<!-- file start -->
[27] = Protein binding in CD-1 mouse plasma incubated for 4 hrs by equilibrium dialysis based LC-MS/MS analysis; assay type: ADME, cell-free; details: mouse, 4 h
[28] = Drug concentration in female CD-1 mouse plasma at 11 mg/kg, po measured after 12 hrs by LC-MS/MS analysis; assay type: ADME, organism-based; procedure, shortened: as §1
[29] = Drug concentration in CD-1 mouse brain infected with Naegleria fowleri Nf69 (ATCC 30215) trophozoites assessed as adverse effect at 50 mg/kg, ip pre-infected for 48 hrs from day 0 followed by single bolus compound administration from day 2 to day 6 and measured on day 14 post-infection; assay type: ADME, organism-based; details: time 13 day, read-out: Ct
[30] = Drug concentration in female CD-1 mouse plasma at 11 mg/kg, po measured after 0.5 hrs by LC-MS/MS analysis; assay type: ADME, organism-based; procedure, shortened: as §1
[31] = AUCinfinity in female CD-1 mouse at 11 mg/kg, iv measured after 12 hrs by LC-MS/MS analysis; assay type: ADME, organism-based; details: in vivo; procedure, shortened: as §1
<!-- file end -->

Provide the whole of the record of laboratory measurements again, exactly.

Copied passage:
[27] = Protein binding in CD-1 mouse plasma incubated for 4 hrs by equilibrium dialysis based LC-MS/MS analysis; assay type: ADME, cell-free; details: mouse, 4 h
[28] = Drug concentration in female CD-1 mouse plasma at 11 mg/kg, po measured after 12 hrs by LC-MS/MS analysis; assay type: ADME, organism-based; procedure, shortened: as §1
[29] = Drug concentration in CD-1 mouse brain infected with Naegleria fowleri Nf69 (ATCC 30215) trophozoites assessed as adverse effect at 50 mg/kg, ip pre-infected for 48 hrs from day 0 followed by single bolus compound administration from day 2 to day 6 and measured on day 14 post-infection; assay type: ADME, organism-based; details: time 13 day, read-out: Ct
[30] = Drug concentration in female CD-1 mouse plasma at 11 mg/kg, po measured after 0.5 hrs by LC-MS/MS analysis; assay type: ADME, organism-based; procedure, shortened: as §1
[31] = AUCinfinity in female CD-1 mouse at 11 mg/kg, iv measured after 12 hrs by LC-MS/MS analysis; assay type: ADME, organism-based; details: in vivo; procedure, shortened: as §1